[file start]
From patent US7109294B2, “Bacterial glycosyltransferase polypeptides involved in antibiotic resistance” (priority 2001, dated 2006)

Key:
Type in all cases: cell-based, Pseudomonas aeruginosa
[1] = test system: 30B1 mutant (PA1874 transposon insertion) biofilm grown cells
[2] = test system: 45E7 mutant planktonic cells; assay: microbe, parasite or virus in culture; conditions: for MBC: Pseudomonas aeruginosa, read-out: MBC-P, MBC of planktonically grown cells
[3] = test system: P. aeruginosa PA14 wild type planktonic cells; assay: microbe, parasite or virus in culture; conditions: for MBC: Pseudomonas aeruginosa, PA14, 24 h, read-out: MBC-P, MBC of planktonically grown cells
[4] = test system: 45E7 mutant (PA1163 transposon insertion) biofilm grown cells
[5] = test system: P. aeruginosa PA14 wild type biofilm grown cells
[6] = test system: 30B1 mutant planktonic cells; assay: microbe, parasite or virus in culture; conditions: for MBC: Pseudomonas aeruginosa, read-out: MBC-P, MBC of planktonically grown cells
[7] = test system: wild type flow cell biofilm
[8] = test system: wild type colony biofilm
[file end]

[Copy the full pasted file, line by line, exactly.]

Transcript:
From patent US7109294B2, “Bacterial glycosyltransferase polypeptides involved in antibiotic resistance” (priority 2001, dated 2006)

Key:
Type in all cases: cell-based, Pseudomonas aeruginosa
[1] = test system: 30B1 mutant (PA1874 transposon insertion) biofilm grown cells
[2] = test system: 45E7 mutant planktonic cells; assay: microbe, parasite or virus in culture; conditions: for MBC: Pseudomonas aeruginosa, read-out: MBC-P, MBC of planktonically grown cells
[3] = test system: P. aeruginosa PA14 wild type planktonic cells; assay: microbe, parasite or virus in culture; conditions: for MBC: Pseudomonas aeruginosa, PA14, 24 h, read-out: MBC-P, MBC of planktonically grown cells
[4] = test system: 45E7 mutant (PA1163 transposon insertion) biofilm grown cells
[5] = test system: P. aeruginosa PA14 wild type biofilm grown cells
[6] = test system: 30B1 mutant planktonic cells; assay: microbe, parasite or virus in culture; conditions: for MBC: Pseudomonas aeruginosa, read-out: MBC-P, MBC of planktonically grown cells
[7] = test system: wild type flow cell biofilm
[8] = test system: wild type colony biofilm